Sergey Lavrov: I’m not the one you should be asking. I can give you examples of people being hired and fired in Russia, France, Great Britain. These are internal matters for you.
Question: Did you discuss a possible meeting between President Vladimir Putin and President Donald Trump? When can it be held, in July or earlier?
Sergey Lavrov: The presidents reaffirmed during their recent telephone conversation that they would meet on the sidelines of the G20 meeting in Germany in the first 10 days of July. During my meeting with US Secretary of State Rex Tillerson today, we discussed what we can do to make progress on the issues I have mentioned, including Syria, so that practical results would be achieved at this meeting. At any rate, the presidents will meet in July.
Question: Can you tell us more about your meeting with US President Donald Trump and your relationship with him? How can the fact that President Trump is a businessman help Russia have a better relationship with him than it had with the Obama administration? Has he made any promises on this score?
Sergey Lavrov: I have already answered this question. It is always better for relations when people do business rather than try to promote their ideological preferences or engage in propaganda. This forms the basis for our expectations.
Question: What is Russia’s exit strategy in Syria?
Sergey Lavrov: We don’t have an exit strategy. All of us must fulfil our agreements, as UN Security Council resolutions say. Agreements must be honoured and terrorism must be rooted out in Syria, which must not become a seat of extremism and instability as it happened in Iraq and Libya.
Someone asked me about Syrian President Bashar al-Assad. In Iraq and Libya, the international community did its utmost to overthrow Saddam Hussein and Muammar Gaddafi. We can see what this has resulted in. As regards the settlement of the Syrian crisis, let us draw conclusions from our past mistakes and opt not for replacing the leader but for rooting out the evil of terrorism. President Donald Trump has reaffirmed today that the main goal for the United States in Syria is to defeat terrorism. We fully agree on this.
Question: What can you say about the allegation that Russia is supporting the Taliban in Afghanistan?
Sergey Lavrov: We have asked for evidence of this more than once. Those who study Afghanistan have a full view of the developments there. No serious analyst will try to score points by claiming that Russia is supplying weapons to the Taliban.
We do work with the Taliban in order to implement the UN Security Council decision proposed by the Afghan government, according to which the Taliban will be made part of the political process if they recognise the current constitution of Afghanistan, renounce violence and sever all ties with terrorists. This is the only basis for working with the Taliban. The Afghan government is willing to come to an agreement with them on this basis. The Taliban are part of the Afghan people. It is difficult to imagine that the conflict can be settled without them, especially considering the devastation left there by the 10-year-long deployment of the NATO forces, which have not resolved a single problem but have only aggravated the terrorist threat by failing to prevent ISIS from entering Afghanistan, where ISIS did not operate before, and the more than tenfold increase in drug production. There are many problems. All Afghans must be united on the basis of the conditions I have mentioned.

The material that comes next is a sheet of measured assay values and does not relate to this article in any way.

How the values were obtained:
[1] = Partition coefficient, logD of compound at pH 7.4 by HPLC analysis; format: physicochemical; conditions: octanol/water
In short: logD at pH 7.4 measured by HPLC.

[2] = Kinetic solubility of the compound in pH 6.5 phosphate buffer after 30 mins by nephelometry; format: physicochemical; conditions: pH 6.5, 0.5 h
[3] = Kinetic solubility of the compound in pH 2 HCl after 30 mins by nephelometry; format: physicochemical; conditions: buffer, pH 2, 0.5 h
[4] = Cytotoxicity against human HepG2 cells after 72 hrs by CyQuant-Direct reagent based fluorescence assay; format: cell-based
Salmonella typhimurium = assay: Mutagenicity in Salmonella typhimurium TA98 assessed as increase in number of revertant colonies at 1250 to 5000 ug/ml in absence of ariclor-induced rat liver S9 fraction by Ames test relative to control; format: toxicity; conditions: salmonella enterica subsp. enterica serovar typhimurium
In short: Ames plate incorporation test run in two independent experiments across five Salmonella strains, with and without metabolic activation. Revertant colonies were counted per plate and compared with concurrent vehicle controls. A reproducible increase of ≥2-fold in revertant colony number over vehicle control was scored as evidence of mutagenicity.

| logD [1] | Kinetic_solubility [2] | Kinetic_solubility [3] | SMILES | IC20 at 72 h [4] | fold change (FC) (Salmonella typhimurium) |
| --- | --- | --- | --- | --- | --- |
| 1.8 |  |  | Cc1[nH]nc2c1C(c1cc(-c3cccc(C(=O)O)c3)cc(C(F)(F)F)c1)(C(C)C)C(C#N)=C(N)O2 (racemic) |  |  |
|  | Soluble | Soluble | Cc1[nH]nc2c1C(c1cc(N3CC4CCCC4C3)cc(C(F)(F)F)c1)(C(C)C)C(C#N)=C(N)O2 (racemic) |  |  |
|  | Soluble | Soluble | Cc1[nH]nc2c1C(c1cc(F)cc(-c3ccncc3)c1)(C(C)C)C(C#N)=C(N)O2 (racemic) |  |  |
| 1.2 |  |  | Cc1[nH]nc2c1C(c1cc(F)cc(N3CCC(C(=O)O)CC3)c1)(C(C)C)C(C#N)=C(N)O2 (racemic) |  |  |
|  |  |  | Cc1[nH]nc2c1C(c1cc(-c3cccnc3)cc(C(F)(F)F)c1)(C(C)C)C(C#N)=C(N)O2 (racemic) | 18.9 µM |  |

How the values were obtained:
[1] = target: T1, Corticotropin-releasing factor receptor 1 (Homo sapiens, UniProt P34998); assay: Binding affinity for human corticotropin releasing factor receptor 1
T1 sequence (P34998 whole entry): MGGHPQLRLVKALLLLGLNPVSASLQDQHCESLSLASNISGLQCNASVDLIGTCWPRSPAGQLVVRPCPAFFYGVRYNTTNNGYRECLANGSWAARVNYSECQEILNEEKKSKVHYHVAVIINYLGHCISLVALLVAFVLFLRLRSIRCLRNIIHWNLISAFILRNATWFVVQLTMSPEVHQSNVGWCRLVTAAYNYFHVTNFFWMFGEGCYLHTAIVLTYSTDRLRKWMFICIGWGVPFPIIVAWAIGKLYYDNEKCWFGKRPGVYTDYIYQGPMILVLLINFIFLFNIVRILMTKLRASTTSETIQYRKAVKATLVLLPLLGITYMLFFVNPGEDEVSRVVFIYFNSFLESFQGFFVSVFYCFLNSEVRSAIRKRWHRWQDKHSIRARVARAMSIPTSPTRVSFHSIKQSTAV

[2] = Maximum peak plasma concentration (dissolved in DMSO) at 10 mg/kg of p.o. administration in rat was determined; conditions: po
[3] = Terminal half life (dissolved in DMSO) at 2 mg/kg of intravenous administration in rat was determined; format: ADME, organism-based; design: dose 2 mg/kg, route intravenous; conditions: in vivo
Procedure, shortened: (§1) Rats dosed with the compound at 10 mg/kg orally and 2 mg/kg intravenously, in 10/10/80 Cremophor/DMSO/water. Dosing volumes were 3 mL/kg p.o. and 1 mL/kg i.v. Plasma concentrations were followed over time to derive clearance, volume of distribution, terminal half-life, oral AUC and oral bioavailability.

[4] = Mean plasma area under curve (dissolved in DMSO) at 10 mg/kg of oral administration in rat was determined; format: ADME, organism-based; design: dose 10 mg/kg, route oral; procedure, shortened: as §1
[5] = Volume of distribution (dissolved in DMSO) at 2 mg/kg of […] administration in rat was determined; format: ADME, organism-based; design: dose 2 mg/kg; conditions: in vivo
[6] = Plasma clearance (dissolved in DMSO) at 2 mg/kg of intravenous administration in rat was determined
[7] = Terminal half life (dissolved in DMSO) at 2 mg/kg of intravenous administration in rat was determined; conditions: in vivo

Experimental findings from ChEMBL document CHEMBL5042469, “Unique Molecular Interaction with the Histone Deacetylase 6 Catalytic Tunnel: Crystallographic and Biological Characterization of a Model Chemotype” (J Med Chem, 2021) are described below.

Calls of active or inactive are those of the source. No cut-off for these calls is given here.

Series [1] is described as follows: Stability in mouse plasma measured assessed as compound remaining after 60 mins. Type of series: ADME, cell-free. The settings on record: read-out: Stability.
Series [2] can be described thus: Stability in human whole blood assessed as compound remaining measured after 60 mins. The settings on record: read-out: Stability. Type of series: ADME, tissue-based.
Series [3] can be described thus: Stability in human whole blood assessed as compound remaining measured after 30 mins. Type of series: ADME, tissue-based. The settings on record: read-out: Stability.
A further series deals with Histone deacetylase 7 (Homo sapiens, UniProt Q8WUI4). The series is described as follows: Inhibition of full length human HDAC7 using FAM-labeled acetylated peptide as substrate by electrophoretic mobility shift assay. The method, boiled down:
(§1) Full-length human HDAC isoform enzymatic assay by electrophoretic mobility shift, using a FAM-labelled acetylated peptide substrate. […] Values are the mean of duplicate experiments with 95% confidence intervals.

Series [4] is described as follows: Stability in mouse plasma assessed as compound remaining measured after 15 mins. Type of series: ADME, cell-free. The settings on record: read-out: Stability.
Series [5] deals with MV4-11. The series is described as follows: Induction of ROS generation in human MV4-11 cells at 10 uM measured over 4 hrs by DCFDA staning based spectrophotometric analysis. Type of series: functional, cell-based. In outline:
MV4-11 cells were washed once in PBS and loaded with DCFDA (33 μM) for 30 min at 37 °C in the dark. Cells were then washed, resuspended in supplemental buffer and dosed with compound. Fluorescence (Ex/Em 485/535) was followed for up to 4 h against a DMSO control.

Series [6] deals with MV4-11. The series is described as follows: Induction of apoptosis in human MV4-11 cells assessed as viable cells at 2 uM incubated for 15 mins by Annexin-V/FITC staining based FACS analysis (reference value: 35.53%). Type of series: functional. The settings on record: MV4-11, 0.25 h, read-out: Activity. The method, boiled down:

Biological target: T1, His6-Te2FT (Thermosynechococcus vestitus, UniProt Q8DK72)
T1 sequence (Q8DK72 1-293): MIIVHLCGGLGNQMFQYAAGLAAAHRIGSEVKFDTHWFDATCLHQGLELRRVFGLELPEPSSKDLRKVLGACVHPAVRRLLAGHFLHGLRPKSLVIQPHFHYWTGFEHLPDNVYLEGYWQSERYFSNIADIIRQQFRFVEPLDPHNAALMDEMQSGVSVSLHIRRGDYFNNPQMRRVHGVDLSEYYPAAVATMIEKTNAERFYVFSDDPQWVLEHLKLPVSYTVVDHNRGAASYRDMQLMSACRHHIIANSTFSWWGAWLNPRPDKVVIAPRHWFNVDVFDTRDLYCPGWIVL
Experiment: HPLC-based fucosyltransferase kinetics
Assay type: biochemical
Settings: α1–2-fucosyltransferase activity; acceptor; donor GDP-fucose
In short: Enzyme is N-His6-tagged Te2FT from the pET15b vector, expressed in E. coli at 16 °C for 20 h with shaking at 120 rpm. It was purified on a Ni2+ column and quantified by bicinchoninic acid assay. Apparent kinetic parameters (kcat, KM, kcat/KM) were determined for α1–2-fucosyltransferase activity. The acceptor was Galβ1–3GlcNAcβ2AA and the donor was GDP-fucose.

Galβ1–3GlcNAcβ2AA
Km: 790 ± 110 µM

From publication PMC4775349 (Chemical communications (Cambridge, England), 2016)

Question: Is it true that during your meeting President Trump did not mention Russia’s alleged interference in US elections last year? Did you discuss this issue at all?
Sergey Lavrov: I have just answered this question. US President Donald Trump has said in public that this is not true. Give us at least one fact, and we will be able to react. We are told openly that everyone knows everything. This has been going on for months yet not a single fact has been provided, including in the Senate, which has created special commissions to deal with this issue. That’s not serious.
Question: You have mentioned Russia’s interest in US involvement in the creation of de-escalation zones in Syria. Can you provide more details on this? Did President Trump or Secretary Tillerson say that the United States would cooperate with Russia, one way or another, to create these zones?
Sergey Lavrov: To begin with, the idea was initiated by US officials – President Donald Trump and Secretary of State Rex Tillerson. We used the Astana venue to promote its practical implementation. We will welcome any US contribution. This issue must be entrusted to those who are dealing with the situation on the ground professionally, and who have the information. We can facilitate this process both in Astana and in Geneva. We have reached an agreement that we, as active participants in the common efforts towards a Syrian settlement, should maintain these contacts with the other key players, primarily regional countries.
Thank you. We must leave for Alaska now.
Building of the Russian Embassy in Kingston